Potentiation of tumor responses to DNA damaging therapy by the selective ATR inhibitor VX-970
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Amy B. Hall1,*, Dave Newsome1,*, Yuxin Wang1,*, Diane M. Boucher1, Brenda Eustace1, Yong Gu1, Brian Hare1, Mac A. Johnson1, Howard Li1, Sean Milton1, Cheryl E. Murphy1, Darin Takemoto1, Crystal Tolman1, Mark Wood1, Peter Charlton2, Jean-Damien Charrier2, Brinley Furey1, Julian Golec2, Philip M. Reaper2 and John R. Pollard2
1 Vertex Pharmaceuticals Inc, Boston, MA, USA
2 Vertex Pharmaceuticals (Europe) Ltd, Milton Park, Abingdon, Oxfordshire, UK
* These authors contributed equally to this work
John R Pollard , email:
Keywords: ATR, DNA damage response, VX-970
Received: June 9, 2014 Accepted: July 2, 2014 Published: July 3, 2014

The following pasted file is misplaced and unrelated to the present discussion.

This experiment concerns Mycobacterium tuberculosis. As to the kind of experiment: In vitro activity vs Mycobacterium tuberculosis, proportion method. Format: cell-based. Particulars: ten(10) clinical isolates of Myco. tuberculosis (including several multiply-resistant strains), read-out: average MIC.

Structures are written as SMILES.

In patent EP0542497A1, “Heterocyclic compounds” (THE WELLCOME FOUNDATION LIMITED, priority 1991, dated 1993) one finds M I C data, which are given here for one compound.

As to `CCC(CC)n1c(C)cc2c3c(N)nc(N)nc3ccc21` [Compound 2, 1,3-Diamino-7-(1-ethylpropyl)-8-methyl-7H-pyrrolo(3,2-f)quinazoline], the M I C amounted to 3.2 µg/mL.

Platinum-based DNA-damaging chemotherapy is standard-of-care for most patients with lung cancer but outcomes remain poor. This has been attributed, in part, to the highly effective repair network known as the DNA-damage response (DDR). ATR kinase is a critical regulator of this pathway, and its inhibition has been shown to sensitize some cancer, but not normal, cells in vitro to DNA damaging agents. However, there are limited in vivo proof-of-concept data for ATR inhibition. To address this we profiled VX-970, the first clinical ATR inhibitor, in a series of in vitro and in vivo lung cancer models and compared it with an inhibitor of the downstream kinase Chk1. VX-970 markedly sensitized a large proportion of a lung cancer cell line and primary tumor panel in vitro to multiple DNA damaging drugs with clear differences to Chk1 inhibition observed. In vivo VX-970 blocked ATR activity in tumors and dramatically enhanced the efficacy of cisplatin across a panel of patient derived primary lung xenografts. The combination led to complete tumor growth inhibition in three cisplatin-insensitive models and durable tumor regression in a cisplatin-sensitive model. These data provide a strong rationale for the clinical evaluation of VX-970 in lung cancer patients.
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